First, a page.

Archives For Disruptive innovation

Ben Hammersley editor-at-Large for Wired magazine and guru of the digital age points to the realities we must face as a result of the impact of Moore’s Law. For example he discusses the impact of disruptive innovation and the Kodak example of inventing the digital pictures but not seeing how the initially substandard technology would grow to eliminate film photography.

If you see something coming down the line and you are dismissing it because it is not very good it is going to kill you in 10 years time. The inevitability of the tides of Moore’s Law make this so.

Hammersley argues that this very rapid rate of change puts us in a position of alway having to prepare for a future that we won’t be able to fully imagine. This rapid change is a fundamental force that is driving society forward. He offers the following example and challenge:

These weird fundamental forces are of the fact that every time you get a new phone it is out of date, every time you get a new laptop it is out of date… this is a fundamental driving force for the future of humanity. For those of us who understand it or learn to understand it, it is our responsibly to go out to other people, to go to our friends, colleagues relatives and specifically go to our politicians and our elected officials and tell them about these changes in the way we have to think.

These fundamental forces of change are part of our present reality and Hammersley argues that we are not doing a good job of preparing for the future because most of our leaders are confused by the present. His closing statement summarizes this challenge that we face:

“Right now, we have entrusted our future to those who are confused by the present and that is no way to go forward into the future.”

Are you doing your part to warn those in your sphere of influence about these fundamental forces of change? Are they listening?


Original source: Tech Republic

I find it interesting that only 1/4 of all Windows users are planning to upgrade to Windows 8. Perhaps this is just another confirmation that we are moving into the Post-PC Era (see my post Is the Post-PC Age a Catalyst for the Start of the Digital Information Age?). Is Windows 8 just a sustaining innovation coming from company that has been disrupted by the cloud and mobile devices?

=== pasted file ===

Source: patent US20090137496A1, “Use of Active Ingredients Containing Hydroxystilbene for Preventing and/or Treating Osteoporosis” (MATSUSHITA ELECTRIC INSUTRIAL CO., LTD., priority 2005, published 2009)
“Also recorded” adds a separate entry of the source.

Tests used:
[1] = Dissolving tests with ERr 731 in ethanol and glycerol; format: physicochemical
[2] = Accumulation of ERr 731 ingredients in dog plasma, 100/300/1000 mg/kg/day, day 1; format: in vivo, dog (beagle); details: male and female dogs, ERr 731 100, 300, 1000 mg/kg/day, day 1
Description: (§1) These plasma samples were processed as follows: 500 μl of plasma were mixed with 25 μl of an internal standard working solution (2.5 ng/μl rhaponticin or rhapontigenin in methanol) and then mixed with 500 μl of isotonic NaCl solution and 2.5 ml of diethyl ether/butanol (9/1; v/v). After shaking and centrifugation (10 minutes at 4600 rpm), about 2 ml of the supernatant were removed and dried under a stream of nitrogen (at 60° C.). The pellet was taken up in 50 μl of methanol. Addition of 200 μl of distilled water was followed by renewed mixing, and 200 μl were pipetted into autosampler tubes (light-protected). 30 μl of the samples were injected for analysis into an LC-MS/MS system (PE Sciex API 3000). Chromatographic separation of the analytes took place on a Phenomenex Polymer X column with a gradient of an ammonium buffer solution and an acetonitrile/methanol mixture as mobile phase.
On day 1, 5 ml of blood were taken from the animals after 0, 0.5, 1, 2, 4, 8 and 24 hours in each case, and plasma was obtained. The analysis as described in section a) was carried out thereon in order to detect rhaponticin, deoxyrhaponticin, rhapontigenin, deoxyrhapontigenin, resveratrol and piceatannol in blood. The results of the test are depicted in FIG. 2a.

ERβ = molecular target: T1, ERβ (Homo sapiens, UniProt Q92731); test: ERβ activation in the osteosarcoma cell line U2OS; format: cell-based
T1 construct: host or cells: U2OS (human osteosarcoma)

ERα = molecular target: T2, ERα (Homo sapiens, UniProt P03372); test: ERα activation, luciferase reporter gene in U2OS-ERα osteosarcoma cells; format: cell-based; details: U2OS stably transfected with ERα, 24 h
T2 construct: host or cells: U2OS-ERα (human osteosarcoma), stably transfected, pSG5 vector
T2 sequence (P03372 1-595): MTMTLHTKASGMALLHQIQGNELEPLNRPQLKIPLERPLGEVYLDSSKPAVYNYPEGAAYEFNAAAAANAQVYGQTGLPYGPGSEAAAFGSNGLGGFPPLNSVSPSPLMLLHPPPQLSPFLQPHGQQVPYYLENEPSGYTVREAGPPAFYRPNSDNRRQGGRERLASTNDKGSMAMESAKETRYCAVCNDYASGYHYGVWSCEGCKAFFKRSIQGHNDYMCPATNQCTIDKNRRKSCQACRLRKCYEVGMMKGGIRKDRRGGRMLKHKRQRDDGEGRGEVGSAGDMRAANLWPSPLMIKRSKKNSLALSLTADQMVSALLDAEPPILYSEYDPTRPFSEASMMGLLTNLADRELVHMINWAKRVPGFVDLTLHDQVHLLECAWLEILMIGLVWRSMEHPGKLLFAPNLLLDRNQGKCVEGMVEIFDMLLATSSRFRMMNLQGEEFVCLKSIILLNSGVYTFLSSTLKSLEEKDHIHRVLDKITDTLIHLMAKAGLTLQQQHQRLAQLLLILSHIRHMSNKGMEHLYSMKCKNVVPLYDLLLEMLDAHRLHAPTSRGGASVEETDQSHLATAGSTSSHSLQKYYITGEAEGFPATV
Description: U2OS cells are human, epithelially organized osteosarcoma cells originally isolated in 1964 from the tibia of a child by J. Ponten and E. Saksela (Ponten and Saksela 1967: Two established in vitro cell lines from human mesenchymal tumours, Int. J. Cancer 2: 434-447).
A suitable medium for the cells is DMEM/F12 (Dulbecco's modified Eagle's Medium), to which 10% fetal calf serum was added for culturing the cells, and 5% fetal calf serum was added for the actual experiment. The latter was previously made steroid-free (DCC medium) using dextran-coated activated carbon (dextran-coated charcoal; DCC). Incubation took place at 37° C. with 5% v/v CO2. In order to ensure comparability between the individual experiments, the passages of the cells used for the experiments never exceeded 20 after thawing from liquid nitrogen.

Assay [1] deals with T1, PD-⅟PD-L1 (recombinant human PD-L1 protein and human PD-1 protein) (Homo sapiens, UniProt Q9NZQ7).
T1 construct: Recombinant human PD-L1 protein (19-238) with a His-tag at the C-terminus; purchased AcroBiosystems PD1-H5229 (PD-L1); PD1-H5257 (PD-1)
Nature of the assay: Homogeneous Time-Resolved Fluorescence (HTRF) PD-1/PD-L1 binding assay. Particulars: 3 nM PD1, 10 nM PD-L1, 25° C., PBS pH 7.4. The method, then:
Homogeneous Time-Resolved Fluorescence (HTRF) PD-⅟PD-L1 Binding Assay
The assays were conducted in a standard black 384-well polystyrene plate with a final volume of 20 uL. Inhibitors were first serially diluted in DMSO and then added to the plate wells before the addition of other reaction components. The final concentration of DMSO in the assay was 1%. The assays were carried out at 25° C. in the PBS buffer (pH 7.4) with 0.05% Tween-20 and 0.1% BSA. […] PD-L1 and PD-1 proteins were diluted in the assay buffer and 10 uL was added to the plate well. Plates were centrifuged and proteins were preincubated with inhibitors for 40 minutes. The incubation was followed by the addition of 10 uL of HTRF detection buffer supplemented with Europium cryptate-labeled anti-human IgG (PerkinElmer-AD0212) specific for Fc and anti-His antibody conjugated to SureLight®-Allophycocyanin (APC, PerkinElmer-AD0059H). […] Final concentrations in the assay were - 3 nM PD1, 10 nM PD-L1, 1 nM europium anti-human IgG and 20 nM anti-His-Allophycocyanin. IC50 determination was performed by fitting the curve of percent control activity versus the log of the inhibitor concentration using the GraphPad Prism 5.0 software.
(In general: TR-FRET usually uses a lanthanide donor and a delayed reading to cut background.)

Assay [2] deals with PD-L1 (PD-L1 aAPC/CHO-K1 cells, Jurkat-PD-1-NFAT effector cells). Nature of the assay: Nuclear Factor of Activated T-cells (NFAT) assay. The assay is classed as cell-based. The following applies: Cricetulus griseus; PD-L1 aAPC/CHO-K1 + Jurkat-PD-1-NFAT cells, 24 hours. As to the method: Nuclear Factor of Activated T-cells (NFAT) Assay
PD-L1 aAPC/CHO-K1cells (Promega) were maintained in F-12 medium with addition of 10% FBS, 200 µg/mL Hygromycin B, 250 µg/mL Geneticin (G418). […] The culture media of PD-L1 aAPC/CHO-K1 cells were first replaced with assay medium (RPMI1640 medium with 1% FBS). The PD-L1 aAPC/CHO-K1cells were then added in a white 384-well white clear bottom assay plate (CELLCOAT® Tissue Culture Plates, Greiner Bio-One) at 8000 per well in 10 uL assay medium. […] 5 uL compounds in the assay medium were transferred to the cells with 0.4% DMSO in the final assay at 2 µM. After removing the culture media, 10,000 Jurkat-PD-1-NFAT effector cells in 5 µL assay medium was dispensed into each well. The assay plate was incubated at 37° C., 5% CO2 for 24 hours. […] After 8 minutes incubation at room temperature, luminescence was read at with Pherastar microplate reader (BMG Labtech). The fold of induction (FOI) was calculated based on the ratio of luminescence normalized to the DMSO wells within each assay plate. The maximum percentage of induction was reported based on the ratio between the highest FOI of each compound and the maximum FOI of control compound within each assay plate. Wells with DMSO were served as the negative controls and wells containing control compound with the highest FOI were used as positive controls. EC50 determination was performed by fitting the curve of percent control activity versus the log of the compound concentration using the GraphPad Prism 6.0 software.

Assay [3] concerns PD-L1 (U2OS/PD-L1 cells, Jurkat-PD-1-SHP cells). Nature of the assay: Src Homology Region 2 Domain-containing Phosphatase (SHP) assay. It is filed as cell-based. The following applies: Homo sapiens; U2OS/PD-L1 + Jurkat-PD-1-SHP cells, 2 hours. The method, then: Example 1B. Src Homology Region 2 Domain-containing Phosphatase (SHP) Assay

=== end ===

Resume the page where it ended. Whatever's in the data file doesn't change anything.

Disrupt Yourself

October 24, 2012 — Leave a comment

Wall Street veteran Whitney Johnson takes us down the timeline of her career’s rise from office administration to high-finance analytics, and shares with us the disruptive secrets to her success.

The following stacked s-curve diagram from Johnson’s article Throw Your Life a Curve demonstrates the growth cycle of disruptive learning.

stacked s curves

For those of us who have been watching this space what Bill Sams is suggesting is not new or surprising.

Jonathan Wai, a research scientist at the Duke University Talent Identification Program, argues that our schools ignore our most creative thinkers because:

  1. Standardized Tests Do Not Include Spatial Measures
  2. Most Teachers Are Not High Spatial
  3. Spatially Talented People Are Not Very Vocal

Wai’s argument is based on his research into spacial intelligence. People with high spacial intelligence are the mechanical types, who can take apart and put back together just about anything. These types of people have little interest in words and numbers and because they are often less vocal and social their needs and amazing abilities are overlooked.

In his Psychology Today article Finding the Next Einstein: Why smart is relative, Wai points out that we habitually overlook some of the best and the brightest because of our reliance on standardized testing and intelligence testing which do not take into account spacial intelligence. Wai offers the following historical example of just how poorly intelligence testing identifies intelligence:

Over 90 years ago, Lewis Terman attempted to identify the brightest kids in California. There were two young boys who took Terman’s test but who did not make the cutoff to be included in this study for geniuses. These boys were William Shockley and Luis Alvarez, who both went on to study physics, earn PhDs, and win the Nobel Prize.

We have been overlooking or missing some of the brightest and best minds for a very long time, but we can’t afford to keep on ignoring these highly talented but different people any longer. These spacial thinkers are some of the best suited people to help us adapt to the disruptive change that is all around out us. What can we do to change our system and our schools to recognize and support these types of learners?

Wai suggests that we design educational interventions that are tailored to the spatial strengths. Hands on activities that encourage spatially talented students to work their hands is only the start. Perhaps first we need to be their voice. We all know people that are spatially talented and because they are often quiet and different they get overlooked or even ostracized and their talents and abilities are never fully realized. These are the people who not only can see different future they are the ones that can help us build it.

Who in your sphere of influence is a spacial thinker? What have you done to help them to maximize or even realize their potential?